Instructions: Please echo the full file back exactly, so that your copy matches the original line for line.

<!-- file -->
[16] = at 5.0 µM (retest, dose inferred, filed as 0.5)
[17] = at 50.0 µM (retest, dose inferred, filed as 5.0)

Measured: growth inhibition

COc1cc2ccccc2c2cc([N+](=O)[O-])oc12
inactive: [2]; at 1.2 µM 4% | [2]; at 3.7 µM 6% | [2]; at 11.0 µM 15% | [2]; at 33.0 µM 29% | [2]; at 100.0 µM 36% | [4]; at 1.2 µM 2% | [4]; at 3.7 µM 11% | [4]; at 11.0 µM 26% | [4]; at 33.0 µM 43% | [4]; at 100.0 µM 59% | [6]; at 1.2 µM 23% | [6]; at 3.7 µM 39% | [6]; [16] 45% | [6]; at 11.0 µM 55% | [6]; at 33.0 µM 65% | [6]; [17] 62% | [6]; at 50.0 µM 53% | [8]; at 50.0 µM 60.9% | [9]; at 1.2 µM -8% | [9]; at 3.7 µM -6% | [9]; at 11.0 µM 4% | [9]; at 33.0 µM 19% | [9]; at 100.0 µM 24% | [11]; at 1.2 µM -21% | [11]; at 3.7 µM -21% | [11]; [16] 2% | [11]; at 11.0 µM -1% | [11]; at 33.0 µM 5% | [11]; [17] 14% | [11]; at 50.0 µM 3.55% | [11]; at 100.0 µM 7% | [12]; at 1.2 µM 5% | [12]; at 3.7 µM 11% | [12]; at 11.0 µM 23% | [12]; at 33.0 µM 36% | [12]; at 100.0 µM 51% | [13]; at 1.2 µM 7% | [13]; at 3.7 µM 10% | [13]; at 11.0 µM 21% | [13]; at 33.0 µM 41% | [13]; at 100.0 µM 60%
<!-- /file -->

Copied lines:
[16] = at 5.0 µM (retest, dose inferred, filed as 0.5)
[17] = at 50.0 µM (retest, dose inferred, filed as 5.0)

Measured: growth inhibition

COc1cc2ccccc2c2cc([N+](=O)[O-])oc12
inactive: [2]; at 1.2 µM 4% | [2]; at 3.7 µM 6% | [2]; at 11.0 µM 15% | [2]; at 33.0 µM 29% | [2]; at 100.0 µM 36% | [4]; at 1.2 µM 2% | [4]; at 3.7 µM 11% | [4]; at 11.0 µM 26% | [4]; at 33.0 µM 43% | [4]; at 100.0 µM 59% | [6]; at 1.2 µM 23% | [6]; at 3.7 µM 39% | [6]; [16] 45% | [6]; at 11.0 µM 55% | [6]; at 33.0 µM 65% | [6]; [17] 62% | [6]; at 50.0 µM 53% | [8]; at 50.0 µM 60.9% | [9]; at 1.2 µM -8% | [9]; at 3.7 µM -6% | [9]; at 11.0 µM 4% | [9]; at 33.0 µM 19% | [9]; at 100.0 µM 24% | [11]; at 1.2 µM -21% | [11]; at 3.7 µM -21% | [11]; [16] 2% | [11]; at 11.0 µM -1% | [11]; at 33.0 µM 5% | [11]; [17] 14% | [11]; at 50.0 µM 3.55% | [11]; at 100.0 µM 7% | [12]; at 1.2 µM 5% | [12]; at 3.7 µM 11% | [12]; at 11.0 µM 23% | [12]; at 33.0 µM 36% | [12]; at 100.0 µM 51% | [13]; at 1.2 µM 7% | [13]; at 3.7 µM 10% | [13]; at 11.0 µM 21% | [13]; at 33.0 µM 41% | [13]; at 100.0 µM 60%